457. Telegram From Secretary of State Rogers to the Department of State1
New York, October 6, 1972, 1841Z.
Secto 60/3715. Memorandum of conversation: FM Bayulken (Turkey), October 5, 1972, 3:15 pm, 35A Waldorf.
- Participants: Turkey—FM Bayulken; Ambassador Olcay, UN; Ambassador Akbay, FornMinistry; Ambassador Esenbel, US; US—The Secretary, Mr. Sisco, NEA, Mr. Davies, EUR, Mr. Hirshorn, NEA/TUR (reporting officer).
- Summary: In his discussion with the Secretary FM Bayulken covered a broad range of subjects including the current political and economic situation in Turkey. He affirmed the Melen govtʼs2 determination to maintain the poppy ban and emphasized the internal threat from guerrilla organizations. Bayulken said that if the US maintains its current position on MBFR participation he would be forced to resign. Bayulken also asked continued US cooperation on military assistance, foreign aid, and several individual projects such as the Northrop F–5 co-production project, M–48 tanks and the purchase of ships which had been loaned to Turkey. The Secretary reaffirmed US appreciation for Turkeyʼs courageous decision to prohibit poppy growing. He took note of Bayulkenʼs points and said that US would do everything possible to be of help.
- Terrorism: Bayulken began by referring to his speech in the GA on October 4.3 He said that he had agreed with the suggestions made to him by AMB Handley. He thought that the more successful approach to terrorism would be to take this issue up in the Political Committee and try to avoid the political aspects and concentrate on the practical problem of the acts of terrorism. He said he believed that the Turkish delegation could be of help. Bayulken also said that the Turkish Govt has received more evidence of centers of insurrection among Turks in West Germany, Sweden and perhaps even England and France. Bayulken said that since martial law was imposed surface terrorist elements have been controlled. However underground preparations are [Page 1124] continuing. When the martial law is lifted these cells will come out into the open. He said that urban terrorism had not been supported by the peasants in Turkey. Therefore the terrorists are now looking to the unions. Most labor unions in Turkey are responsible but a small number are Communist oriented.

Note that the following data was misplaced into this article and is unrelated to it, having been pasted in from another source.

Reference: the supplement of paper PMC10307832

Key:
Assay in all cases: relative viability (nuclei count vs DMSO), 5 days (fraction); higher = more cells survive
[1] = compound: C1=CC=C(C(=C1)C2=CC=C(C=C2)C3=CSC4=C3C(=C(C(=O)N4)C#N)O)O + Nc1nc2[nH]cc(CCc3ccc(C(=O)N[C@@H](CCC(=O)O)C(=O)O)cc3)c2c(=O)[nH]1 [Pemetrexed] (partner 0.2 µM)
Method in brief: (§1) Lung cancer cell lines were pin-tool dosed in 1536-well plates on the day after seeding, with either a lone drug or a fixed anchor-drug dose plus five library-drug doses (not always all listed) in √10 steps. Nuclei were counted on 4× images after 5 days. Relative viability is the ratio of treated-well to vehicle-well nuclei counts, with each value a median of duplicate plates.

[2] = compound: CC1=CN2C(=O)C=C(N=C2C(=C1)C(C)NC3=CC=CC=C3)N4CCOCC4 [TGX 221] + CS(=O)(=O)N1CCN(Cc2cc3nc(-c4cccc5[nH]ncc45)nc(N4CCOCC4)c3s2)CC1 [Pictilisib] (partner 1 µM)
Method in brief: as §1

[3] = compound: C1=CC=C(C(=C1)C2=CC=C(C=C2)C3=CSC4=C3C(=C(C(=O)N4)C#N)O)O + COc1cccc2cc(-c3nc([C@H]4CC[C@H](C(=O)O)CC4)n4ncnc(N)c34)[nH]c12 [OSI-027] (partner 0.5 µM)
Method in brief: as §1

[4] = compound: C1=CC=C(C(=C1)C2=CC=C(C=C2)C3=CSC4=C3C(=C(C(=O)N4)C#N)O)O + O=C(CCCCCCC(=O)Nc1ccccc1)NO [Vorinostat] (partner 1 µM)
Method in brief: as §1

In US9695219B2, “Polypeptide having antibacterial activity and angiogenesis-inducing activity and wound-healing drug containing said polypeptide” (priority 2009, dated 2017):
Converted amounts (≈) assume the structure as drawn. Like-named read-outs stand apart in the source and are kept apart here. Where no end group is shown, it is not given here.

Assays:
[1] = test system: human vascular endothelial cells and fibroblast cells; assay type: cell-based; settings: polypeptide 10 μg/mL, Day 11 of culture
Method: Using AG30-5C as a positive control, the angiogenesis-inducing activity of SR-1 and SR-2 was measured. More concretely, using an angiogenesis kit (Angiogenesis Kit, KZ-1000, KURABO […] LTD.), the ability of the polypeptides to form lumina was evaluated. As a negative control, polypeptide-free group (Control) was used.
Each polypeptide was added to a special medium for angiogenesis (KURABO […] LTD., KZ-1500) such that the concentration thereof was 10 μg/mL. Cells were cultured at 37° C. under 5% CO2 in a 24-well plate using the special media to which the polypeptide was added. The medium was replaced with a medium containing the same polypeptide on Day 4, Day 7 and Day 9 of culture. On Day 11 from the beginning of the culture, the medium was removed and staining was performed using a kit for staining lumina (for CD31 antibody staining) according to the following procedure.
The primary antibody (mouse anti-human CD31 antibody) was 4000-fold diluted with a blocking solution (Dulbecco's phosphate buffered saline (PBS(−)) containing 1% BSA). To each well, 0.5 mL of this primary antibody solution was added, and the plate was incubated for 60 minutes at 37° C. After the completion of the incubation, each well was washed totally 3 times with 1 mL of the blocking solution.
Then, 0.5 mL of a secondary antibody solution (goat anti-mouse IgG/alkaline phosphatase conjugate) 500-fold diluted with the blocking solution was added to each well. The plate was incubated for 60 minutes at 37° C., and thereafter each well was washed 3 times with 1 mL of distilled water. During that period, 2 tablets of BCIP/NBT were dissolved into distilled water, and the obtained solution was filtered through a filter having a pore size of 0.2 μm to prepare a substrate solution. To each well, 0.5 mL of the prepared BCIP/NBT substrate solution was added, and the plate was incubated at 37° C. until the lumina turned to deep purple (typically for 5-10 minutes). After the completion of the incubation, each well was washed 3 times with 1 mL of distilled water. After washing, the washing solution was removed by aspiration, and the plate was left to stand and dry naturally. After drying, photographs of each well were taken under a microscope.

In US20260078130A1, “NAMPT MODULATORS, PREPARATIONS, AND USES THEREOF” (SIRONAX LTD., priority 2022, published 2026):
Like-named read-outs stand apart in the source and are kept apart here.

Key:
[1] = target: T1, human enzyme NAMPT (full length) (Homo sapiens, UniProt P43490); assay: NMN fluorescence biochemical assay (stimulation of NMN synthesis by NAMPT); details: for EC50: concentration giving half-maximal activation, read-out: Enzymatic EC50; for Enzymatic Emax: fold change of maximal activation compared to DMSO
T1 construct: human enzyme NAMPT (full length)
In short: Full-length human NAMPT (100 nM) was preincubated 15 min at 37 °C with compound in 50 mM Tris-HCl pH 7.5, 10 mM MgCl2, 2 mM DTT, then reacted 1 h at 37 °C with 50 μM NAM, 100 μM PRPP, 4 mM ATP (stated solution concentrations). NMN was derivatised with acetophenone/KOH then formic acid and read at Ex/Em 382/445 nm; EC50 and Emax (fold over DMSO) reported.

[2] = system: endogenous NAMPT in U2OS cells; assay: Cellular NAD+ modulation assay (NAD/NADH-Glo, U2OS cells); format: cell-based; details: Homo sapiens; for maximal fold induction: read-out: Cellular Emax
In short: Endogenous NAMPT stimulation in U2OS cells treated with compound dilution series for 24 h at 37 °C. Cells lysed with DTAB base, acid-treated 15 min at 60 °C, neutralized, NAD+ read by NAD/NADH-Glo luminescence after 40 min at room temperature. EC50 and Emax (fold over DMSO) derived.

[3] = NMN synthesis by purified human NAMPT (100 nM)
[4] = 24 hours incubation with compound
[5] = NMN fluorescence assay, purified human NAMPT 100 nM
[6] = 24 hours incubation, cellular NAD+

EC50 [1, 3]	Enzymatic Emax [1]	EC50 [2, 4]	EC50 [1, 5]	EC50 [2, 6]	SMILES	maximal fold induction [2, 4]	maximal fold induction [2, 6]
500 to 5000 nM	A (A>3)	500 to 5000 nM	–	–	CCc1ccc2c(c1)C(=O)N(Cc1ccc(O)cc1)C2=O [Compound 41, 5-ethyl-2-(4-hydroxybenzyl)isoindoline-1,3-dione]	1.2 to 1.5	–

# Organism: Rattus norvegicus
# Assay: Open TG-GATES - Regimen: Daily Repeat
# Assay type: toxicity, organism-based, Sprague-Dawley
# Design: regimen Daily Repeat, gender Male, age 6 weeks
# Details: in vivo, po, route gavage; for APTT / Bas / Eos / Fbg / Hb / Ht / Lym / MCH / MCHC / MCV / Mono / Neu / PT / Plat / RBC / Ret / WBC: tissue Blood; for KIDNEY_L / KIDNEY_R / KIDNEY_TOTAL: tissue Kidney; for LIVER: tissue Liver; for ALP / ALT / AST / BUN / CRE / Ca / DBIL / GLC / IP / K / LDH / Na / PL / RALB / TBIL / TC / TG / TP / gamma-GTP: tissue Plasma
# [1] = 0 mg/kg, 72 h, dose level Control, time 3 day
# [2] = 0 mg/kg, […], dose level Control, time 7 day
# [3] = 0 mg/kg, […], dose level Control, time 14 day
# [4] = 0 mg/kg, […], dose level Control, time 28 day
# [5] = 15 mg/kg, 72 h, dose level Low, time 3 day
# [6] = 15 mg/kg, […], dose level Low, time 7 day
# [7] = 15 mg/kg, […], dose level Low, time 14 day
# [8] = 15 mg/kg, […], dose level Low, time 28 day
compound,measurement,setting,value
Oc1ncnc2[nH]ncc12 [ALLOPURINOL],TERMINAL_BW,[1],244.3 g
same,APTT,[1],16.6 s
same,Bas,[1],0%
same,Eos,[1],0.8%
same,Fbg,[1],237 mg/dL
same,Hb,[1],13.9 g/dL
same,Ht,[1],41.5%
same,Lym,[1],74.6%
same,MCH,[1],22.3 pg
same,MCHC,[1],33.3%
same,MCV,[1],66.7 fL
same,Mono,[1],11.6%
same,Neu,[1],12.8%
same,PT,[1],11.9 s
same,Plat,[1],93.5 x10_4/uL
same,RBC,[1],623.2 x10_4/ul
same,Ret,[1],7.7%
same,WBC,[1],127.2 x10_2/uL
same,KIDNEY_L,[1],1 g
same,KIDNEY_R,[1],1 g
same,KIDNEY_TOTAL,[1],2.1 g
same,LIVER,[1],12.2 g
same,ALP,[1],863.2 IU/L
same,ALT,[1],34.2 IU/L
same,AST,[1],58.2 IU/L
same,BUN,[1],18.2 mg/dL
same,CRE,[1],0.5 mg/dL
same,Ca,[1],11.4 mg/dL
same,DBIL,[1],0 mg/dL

- Economic Conditions: Bayulken said that the workers are relatively prosperous in Turkey where there is a high standard of living by ME standards. He said that the economy is good in spite of the fact that there have been three govts in the past two years. The private sector is beginning an upsurge. The state economic enterprises are slow to make profits but they have made good progress. Turkey is about to begin its third five year development plan and this will take close account of Turkeyʼs transition agreement with the Common Market. Because of the high birth rate in Turkey the Turkish economy must provide one million new jobs per year. Therefore industrialization is a must.